Monday, February 8, 2010

Doctor, My Eyes

Even with my fuzzy vision, I could see that my optometrist had made a mistake last week.

The prescription for the contact lenses he gave me was actually weaker instead of stronger.

He double-checked his computer and shook his head.

"No, that's the right strength. You're sight has improved a little bit in your left eye," he said. "Put in the lenses and I'll show you."

I sensed I was being Punk'd.

detached retina2 I have worn glasses since the 4th grade and contacts since 7th and not once has my vision ever improved between examinations. I have cursed my corrective lenses, lost them, broke them, had them give me nasty corneal abrasions, and did I mention cursing them? A lot?

Even though I have been told I’m a good candidate for laser surgery, I have never seriously considered it for two reasons:

  • My lifelong goal of avoiding operations. Mostly successful at that one. Dang you, fertile loins! You cost me a perfect record!
  • I witnessed My Love’s laser surgery via closed circuit video while simultaneously changing Thing 1’s diaper in the doctor’s waiting room. On both counts – eeeeeewww!

Therefore, if not for the miracle of polycarbonate plastics and hydrogels, I'd be walking around with two corrective Art Deco glass bricks strapped over my peepers.

About 15 year ago, when my then-regular optometrist was on vacation or sick or possibly just putting his newly Lasiked retinas to the test in a poorly lit strip club, his temporary replacement decided my eyesight was not just poor but lopsided. Possibly fearing that I'd permanently pull to the right, maybe to the point of spinning in clockwise circles until I turned to butter, he jiggered with my new prescription to slightly weaken my stronger eye and slightly strengthen my weaker eye.

The result: I was slightly off kilter for the next six months. It was kind of like how I image Keith Richards feels all the time.

I got my prescription fixed before the feeling got too nice.

I'm not sure whatever happened to that fill-in eye doc but I sense he headed up to Alaska and set up shop in Wasilla, you becha!

When I moved a few years later, the new optometrist I had told me I had floaters.

Floaters are like optical space junk -- bits of useless material just kind of hanging around the ether. Most people have some (they look like little twisted and transparent versions of Plankton from "SpongeBob Squarepants") but they are normally cruising your eye's periphery and out of sight. When you have too many of them and they start interfering with your viewing of Gabrielle Anwar's short-short jumpers on Burn Notice, well then, you’re in trouble.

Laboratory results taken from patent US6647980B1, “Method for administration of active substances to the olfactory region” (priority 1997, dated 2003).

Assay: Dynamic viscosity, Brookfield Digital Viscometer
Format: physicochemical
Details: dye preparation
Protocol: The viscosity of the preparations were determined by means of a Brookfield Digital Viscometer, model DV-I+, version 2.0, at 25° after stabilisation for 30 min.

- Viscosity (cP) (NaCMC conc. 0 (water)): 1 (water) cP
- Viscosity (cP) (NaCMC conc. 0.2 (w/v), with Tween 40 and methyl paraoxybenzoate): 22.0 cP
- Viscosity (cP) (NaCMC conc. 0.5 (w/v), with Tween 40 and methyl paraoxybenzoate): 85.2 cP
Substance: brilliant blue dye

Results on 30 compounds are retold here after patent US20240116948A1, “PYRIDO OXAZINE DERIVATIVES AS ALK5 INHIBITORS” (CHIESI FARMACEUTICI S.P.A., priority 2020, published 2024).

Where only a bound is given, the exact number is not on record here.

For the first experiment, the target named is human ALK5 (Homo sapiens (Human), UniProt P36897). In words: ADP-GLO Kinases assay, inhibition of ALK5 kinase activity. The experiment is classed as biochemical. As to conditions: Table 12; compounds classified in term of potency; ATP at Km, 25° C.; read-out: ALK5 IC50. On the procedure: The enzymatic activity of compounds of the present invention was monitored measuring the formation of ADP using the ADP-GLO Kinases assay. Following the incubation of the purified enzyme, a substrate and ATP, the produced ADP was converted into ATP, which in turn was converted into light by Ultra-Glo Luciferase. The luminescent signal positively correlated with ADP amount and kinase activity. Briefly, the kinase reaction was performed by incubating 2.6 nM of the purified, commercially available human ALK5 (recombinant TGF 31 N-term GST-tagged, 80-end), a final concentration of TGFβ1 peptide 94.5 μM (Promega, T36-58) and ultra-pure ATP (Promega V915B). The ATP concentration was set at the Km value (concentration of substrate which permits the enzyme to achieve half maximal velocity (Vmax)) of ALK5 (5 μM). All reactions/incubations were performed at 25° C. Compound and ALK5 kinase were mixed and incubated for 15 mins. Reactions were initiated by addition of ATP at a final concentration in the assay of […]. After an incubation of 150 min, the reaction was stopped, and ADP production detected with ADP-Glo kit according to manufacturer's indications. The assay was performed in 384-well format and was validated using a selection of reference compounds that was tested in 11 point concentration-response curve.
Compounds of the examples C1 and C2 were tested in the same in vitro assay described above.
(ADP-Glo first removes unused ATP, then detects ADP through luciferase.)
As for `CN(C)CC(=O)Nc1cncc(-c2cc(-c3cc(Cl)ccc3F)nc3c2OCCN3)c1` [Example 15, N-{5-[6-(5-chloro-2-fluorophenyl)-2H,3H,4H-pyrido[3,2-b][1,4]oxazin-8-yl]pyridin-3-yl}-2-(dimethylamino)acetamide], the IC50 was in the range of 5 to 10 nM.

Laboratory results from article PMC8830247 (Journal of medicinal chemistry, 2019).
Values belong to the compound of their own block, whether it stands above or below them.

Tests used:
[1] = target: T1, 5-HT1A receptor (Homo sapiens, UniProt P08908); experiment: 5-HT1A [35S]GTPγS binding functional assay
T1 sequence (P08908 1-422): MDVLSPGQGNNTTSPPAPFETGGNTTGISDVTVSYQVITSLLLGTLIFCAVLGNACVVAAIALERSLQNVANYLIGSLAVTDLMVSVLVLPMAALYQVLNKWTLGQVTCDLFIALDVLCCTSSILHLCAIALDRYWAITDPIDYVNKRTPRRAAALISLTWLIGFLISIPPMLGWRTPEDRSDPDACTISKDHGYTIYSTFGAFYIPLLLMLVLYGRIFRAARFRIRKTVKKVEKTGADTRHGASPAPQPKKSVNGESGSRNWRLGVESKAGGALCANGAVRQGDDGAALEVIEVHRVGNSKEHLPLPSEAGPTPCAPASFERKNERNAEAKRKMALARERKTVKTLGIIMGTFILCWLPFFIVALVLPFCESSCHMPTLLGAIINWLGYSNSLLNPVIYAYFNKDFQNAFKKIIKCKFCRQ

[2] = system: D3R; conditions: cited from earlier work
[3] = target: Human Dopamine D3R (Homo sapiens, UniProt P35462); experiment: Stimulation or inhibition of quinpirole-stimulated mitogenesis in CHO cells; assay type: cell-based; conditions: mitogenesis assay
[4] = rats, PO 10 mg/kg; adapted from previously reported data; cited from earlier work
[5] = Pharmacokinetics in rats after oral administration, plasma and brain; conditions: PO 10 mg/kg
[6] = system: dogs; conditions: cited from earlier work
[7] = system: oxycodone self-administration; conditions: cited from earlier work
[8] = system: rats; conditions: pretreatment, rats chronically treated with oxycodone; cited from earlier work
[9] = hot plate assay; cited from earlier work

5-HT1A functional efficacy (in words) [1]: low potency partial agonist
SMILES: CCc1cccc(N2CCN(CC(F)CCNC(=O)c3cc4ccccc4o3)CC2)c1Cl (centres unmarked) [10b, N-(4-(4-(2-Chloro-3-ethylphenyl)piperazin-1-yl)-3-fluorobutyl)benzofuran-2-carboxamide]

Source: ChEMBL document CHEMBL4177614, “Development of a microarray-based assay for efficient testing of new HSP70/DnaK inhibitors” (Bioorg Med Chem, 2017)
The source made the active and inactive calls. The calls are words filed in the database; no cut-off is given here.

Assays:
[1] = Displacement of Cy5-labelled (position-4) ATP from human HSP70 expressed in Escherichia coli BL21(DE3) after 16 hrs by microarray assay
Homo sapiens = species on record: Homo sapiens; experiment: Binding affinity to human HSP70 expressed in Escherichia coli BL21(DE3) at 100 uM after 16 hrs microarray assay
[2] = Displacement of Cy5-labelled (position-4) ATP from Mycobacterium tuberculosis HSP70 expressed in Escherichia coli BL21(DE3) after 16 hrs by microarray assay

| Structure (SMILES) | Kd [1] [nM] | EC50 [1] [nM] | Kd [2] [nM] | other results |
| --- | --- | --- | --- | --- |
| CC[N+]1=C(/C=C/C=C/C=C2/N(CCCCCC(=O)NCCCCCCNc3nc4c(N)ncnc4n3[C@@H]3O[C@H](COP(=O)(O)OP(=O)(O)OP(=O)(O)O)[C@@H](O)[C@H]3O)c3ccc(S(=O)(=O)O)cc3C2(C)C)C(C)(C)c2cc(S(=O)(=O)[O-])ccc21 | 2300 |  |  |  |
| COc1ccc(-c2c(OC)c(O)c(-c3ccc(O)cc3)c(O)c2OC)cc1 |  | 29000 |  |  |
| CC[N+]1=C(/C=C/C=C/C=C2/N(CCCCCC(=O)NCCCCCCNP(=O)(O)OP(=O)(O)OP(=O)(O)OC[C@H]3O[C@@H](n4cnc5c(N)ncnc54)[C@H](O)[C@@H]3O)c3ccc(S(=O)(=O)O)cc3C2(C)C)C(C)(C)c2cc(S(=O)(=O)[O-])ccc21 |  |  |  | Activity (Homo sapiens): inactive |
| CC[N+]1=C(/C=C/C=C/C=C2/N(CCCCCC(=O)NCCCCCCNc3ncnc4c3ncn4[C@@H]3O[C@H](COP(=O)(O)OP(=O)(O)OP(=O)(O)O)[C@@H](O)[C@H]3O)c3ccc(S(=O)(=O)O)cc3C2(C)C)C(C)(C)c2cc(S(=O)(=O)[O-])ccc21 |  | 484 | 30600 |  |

"Do I have them that bad?" I asked him.

"Oh, definitely not. But if they get that bad, let me know," he said. "You're eye might fall out."

Actually he said "your retina may detach" but that's not how my mind processed it at the time.

Back to my current optometrist. A little while back, he showed me a digital image of my eyes and pointed out some vague abnormality.

"If you ever start seeing flashes of light, call me immediately," he said. "Your eye might fall out."

"You mean my retina may detach?"

"That's what I said. What did you think I said?"

"Never mind."

"But the chances of this are pretty small. Maybe 1 in 10,000."

Odds, schmodds.

Thing 1 has an autoimmune disease that only about 3 in a million children in the United States are diagnosed with annually. Given this information from my optometrist, I now panic any time someone unexpectedly flips on a light.

I'm sitting in the chair last week and the good doctor is now holding one monocle after another in front of my left eye.

He's right.

I can see much better with the weaker prescription that the stronger one.

"Sometimes we doctors want to make our patients too happy. We want them to walk out of here feeling like we've made an immediate difference and we overcorrect,” he said.

I then apologized to him for being such a boring patient.

He looked relieved.

His patient before me, he said, was a young person with brain cancer who he’s been working with for more than a year. As he talked his voice wavered and his focus moved to something off beyond the walls of his office.

“Boring is good,” he said. “Let’s get you that new prescription.”

But clarity had already been achieved without them.


  1. May each day be more boring than the next.

    (But dang, now my floaters will be dancing to the SpongeBob theme every time they make an appearance. Thanks!)

  2. So thankful I still don't need glasses - yet.
    You've got a great optometrist!
    Boring definitely sounds good. :)

  3. I meant "last"

    Hmmmm, maybe I need to a new prescription......